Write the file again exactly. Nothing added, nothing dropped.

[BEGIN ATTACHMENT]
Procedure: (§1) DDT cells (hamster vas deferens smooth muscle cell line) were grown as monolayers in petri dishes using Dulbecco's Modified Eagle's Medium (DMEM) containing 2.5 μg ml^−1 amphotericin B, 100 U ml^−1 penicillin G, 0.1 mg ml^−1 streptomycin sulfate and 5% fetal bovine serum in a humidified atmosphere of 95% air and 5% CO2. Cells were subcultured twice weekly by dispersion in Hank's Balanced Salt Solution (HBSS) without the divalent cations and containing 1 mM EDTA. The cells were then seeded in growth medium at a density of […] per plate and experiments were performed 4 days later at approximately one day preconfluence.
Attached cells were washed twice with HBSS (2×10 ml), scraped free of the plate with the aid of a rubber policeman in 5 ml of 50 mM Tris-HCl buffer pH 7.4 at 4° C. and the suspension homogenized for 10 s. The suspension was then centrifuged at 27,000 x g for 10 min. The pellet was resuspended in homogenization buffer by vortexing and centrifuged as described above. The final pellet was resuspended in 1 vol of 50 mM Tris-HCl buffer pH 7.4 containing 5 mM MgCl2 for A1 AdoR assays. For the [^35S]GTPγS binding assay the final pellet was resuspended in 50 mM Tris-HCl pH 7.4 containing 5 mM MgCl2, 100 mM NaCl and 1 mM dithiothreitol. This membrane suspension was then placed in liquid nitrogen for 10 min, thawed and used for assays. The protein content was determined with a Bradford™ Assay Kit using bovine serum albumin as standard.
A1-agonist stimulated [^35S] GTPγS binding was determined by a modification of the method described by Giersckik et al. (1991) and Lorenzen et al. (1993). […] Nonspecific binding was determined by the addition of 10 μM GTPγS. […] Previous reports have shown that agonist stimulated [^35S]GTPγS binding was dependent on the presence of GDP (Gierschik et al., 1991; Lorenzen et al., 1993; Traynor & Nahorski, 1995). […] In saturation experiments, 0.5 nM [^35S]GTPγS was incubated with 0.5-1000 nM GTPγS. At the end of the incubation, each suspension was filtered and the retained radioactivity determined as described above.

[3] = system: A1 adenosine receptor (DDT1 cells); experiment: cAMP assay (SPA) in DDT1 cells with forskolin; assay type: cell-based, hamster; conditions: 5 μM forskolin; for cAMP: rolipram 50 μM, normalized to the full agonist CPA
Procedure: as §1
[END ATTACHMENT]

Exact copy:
Procedure: (§1) DDT cells (hamster vas deferens smooth muscle cell line) were grown as monolayers in petri dishes using Dulbecco's Modified Eagle's Medium (DMEM) containing 2.5 μg ml^−1 amphotericin B, 100 U ml^−1 penicillin G, 0.1 mg ml^−1 streptomycin sulfate and 5% fetal bovine serum in a humidified atmosphere of 95% air and 5% CO2. Cells were subcultured twice weekly by dispersion in Hank's Balanced Salt Solution (HBSS) without the divalent cations and containing 1 mM EDTA. The cells were then seeded in growth medium at a density of […] per plate and experiments were performed 4 days later at approximately one day preconfluence.
Attached cells were washed twice with HBSS (2×10 ml), scraped free of the plate with the aid of a rubber policeman in 5 ml of 50 mM Tris-HCl buffer pH 7.4 at 4° C. and the suspension homogenized for 10 s. The suspension was then centrifuged at 27,000 x g for 10 min. The pellet was resuspended in homogenization buffer by vortexing and centrifuged as described above. The final pellet was resuspended in 1 vol of 50 mM Tris-HCl buffer pH 7.4 containing 5 mM MgCl2 for A1 AdoR assays. For the [^35S]GTPγS binding assay the final pellet was resuspended in 50 mM Tris-HCl pH 7.4 containing 5 mM MgCl2, 100 mM NaCl and 1 mM dithiothreitol. This membrane suspension was then placed in liquid nitrogen for 10 min, thawed and used for assays. The protein content was determined with a Bradford™ Assay Kit using bovine serum albumin as standard.
A1-agonist stimulated [^35S] GTPγS binding was determined by a modification of the method described by Giersckik et al. (1991) and Lorenzen et al. (1993). […] Nonspecific binding was determined by the addition of 10 μM GTPγS. […] Previous reports have shown that agonist stimulated [^35S]GTPγS binding was dependent on the presence of GDP (Gierschik et al., 1991; Lorenzen et al., 1993; Traynor & Nahorski, 1995). […] In saturation experiments, 0.5 nM [^35S]GTPγS was incubated with 0.5-1000 nM GTPγS. At the end of the incubation, each suspension was filtered and the retained radioactivity determined as described above.

[3] = system: A1 adenosine receptor (DDT1 cells); experiment: cAMP assay (SPA) in DDT1 cells with forskolin; assay type: cell-based, hamster; conditions: 5 μM forskolin; for cAMP: rolipram 50 μM, normalized to the full agonist CPA
Procedure: as §1